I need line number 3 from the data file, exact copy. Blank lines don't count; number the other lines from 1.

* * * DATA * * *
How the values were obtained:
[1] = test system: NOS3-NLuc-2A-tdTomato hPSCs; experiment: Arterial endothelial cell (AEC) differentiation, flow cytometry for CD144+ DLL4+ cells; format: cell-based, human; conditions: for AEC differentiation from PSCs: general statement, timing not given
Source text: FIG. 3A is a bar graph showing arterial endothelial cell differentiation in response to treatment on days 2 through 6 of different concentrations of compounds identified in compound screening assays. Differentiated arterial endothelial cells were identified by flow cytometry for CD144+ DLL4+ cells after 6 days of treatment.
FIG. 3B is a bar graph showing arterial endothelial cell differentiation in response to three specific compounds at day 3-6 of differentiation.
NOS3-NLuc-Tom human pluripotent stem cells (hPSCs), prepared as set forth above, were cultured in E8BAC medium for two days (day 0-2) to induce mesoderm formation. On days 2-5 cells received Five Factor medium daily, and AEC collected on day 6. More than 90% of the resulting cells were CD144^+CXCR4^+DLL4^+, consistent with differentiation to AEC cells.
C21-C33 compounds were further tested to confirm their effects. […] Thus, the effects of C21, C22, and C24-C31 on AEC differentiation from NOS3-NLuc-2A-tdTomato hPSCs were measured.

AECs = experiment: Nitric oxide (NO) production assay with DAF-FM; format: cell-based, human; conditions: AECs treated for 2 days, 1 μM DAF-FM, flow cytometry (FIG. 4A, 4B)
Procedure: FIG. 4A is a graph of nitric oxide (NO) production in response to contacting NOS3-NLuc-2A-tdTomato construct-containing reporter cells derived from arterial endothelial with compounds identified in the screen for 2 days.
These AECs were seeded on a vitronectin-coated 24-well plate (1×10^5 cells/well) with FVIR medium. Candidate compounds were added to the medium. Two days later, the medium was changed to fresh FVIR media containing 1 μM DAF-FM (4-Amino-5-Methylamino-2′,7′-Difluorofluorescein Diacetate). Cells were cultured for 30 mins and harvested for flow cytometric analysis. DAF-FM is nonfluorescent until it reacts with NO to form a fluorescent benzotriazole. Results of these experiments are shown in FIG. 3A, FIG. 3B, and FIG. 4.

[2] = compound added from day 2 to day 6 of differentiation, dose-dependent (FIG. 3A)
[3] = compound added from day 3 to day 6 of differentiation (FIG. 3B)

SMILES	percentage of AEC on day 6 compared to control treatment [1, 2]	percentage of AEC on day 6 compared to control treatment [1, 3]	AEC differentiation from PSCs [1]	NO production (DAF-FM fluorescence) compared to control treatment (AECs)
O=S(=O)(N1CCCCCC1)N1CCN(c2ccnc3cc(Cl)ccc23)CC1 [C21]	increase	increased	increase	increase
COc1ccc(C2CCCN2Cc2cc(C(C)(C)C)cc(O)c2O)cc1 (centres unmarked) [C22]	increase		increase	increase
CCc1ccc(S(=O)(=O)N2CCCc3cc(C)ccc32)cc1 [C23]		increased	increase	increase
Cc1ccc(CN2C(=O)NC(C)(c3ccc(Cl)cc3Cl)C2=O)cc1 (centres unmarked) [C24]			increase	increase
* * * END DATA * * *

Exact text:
Source text: FIG. 3A is a bar graph showing arterial endothelial cell differentiation in response to treatment on days 2 through 6 of different concentrations of compounds identified in compound screening assays. Differentiated arterial endothelial cells were identified by flow cytometry for CD144+ DLL4+ cells after 6 days of treatment.